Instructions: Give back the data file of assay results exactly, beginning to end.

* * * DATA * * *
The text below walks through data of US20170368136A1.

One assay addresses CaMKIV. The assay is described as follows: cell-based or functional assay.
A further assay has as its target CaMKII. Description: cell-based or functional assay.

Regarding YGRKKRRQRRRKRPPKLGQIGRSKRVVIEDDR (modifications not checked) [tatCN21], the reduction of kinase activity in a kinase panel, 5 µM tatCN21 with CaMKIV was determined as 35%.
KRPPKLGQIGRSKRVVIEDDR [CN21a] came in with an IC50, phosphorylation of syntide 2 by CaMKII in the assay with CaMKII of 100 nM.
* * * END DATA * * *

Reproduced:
The text below walks through data of US20170368136A1.

One assay addresses CaMKIV. The assay is described as follows: cell-based or functional assay.
A further assay has as its target CaMKII. Description: cell-based or functional assay.

Regarding YGRKKRRQRRRKRPPKLGQIGRSKRVVIEDDR (modifications not checked) [tatCN21], the reduction of kinase activity in a kinase panel, 5 µM tatCN21 with CaMKIV was determined as 35%.
KRPPKLGQIGRSKRVVIEDDR [CN21a] came in with an IC50, phosphorylation of syntide 2 by CaMKII in the assay with CaMKII of 100 nM.